An international Christian women's ministry expressed enthusiasm for the selection of Alaska Governor Sarah Palin as the running mate of presumptive Republican presidential nominee John McCain.
Palin adds a woman's perspective to pressing national issues such as energy, the economy, abortion, marriage, children, and the role of women in today's society, said Jane Hansen Hoyt, the president of Aglow International.
"This is an exciting day as women across the nation realize that their voices are gaining momentum in the presidential race due to the selection of Alaska Governor Sarah Palin as Sen. John McCain's (R-Ariz.) vice presidential running mate," Hoyt said in a statement.
Palin is the first woman to be on the Republican presidential ticket, and the second – after Democrat Geraldine Ferraro in 1984 – to run for vice president on a major-party ticket.
She is also the first woman and youngest person to hold the office of governor of Alaska.
"Our organization of women is dedicated to the transformation of this nation through the voices of Christian women and we congratulate Governor Palin on her opportunity to do the same," the Aglow president said.
Aglow is one of the world's largest Christian organizations. It began in 1967 with four Christian women meeting across denominational lines for prayer and fellowship.
Today, Aglow has grown to include more than 200,000 women who meet in more than 170 countries, including some that are traditionally closed to Christianity.
Other Christian leaders who have praised McCain's choice of Palin expressed that they can now rest assure the likely Republican nominee is serious about supporting the values of religious conservatives – an important voting bloc that traditionally is aligned with the Republican Party.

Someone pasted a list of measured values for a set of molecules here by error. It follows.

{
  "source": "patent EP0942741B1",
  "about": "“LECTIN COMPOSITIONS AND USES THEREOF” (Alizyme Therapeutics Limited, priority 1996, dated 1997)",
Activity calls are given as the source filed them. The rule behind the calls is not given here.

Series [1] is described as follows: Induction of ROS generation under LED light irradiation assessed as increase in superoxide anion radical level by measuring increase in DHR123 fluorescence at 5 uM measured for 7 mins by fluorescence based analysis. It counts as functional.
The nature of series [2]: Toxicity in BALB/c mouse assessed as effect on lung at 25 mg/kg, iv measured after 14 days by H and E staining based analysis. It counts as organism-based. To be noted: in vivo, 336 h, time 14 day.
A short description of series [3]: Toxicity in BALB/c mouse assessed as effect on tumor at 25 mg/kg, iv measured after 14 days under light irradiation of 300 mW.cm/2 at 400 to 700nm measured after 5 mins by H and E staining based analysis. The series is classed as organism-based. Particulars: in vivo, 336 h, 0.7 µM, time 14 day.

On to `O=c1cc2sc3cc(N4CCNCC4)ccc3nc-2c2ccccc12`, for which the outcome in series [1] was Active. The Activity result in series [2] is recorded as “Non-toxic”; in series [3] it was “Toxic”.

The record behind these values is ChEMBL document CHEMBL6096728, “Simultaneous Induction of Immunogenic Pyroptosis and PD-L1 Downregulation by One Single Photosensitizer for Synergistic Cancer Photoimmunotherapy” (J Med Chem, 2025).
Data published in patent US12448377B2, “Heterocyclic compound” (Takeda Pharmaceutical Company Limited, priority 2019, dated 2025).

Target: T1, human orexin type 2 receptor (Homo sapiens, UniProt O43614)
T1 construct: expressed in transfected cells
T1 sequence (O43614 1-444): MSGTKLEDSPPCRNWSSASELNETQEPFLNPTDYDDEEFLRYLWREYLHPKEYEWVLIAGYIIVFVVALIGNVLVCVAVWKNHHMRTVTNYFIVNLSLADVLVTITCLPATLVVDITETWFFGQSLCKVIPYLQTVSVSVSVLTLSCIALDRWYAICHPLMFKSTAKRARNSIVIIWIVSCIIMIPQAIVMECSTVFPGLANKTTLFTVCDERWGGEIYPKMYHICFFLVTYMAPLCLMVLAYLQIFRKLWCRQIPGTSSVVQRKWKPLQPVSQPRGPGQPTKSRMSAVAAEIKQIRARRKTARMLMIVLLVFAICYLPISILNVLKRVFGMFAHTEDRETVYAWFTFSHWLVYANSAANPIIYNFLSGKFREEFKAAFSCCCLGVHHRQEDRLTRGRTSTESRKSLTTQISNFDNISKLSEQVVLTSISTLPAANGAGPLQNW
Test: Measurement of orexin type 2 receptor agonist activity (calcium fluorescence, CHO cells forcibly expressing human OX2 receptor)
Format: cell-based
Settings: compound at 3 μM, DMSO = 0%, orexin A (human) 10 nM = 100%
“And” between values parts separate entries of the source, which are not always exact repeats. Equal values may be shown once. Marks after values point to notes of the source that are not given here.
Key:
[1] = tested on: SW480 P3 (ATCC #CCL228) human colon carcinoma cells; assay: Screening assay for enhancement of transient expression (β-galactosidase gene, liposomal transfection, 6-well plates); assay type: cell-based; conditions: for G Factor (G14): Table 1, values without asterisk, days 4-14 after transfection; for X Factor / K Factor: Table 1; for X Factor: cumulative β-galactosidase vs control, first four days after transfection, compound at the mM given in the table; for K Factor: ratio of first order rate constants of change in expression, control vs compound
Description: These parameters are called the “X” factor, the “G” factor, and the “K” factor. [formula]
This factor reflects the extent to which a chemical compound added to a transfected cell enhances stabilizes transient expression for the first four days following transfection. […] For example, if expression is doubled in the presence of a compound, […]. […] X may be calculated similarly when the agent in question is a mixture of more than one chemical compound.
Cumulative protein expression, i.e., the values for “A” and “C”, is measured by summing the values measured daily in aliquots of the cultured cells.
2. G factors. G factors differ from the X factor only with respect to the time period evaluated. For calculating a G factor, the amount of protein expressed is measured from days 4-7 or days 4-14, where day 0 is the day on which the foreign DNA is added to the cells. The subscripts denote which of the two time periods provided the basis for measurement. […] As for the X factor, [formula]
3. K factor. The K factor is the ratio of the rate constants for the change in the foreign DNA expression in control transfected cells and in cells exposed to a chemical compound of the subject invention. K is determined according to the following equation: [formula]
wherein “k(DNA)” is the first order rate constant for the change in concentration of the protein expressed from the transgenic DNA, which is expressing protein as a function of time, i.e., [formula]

Conservatives are pleased that Palin is a strong pro-life proponent not only in terms of policies, but also in her personal life.
Her fifth and youngest child was diagnosed with Down syndrome during a prenatal exam, but she and her husband decided to still give birth to him. Studies show that about nine in 10 pregnant women who are given a Down syndrome diagnosis choose to have an abortion, according to The Associated Press.
She is also said to be active in her church and side with the majority evangelical view in opposing gay "marriage."
But critics of Palin for the Republican VP spot have pointed to her lack of experience on the national political level and on foreign policies.
She is a first-term governor with 20-month experience.
Some supporters of former Democratic presidential candidate Sen. Hillary Clinton, who was vying to be the first female U.S. president, say they were offended by McCain's selection of Palin.
"It's an insult," said Jan Roller, a Clinton delegate from Cleveland, as she arrived home from the Democratic convention, to The New York Times. "You have to be qualified for the job."
Independent voter Darlene Pace, 65, from the battleground state of Pennsylvania said she has still not decided who to vote for, but was "disappointed" with McCain's pick.
"No one in my office has any idea about her, and the only comment I'm hearing, which is not good, is that 'she's a woman and that's why she was picked,'" Pace said.
However, she said she will wait to hear the speeches at this week's Republican convention before making up her mind.
It is still unclear what impact Palin will have on McCain's White House ambition.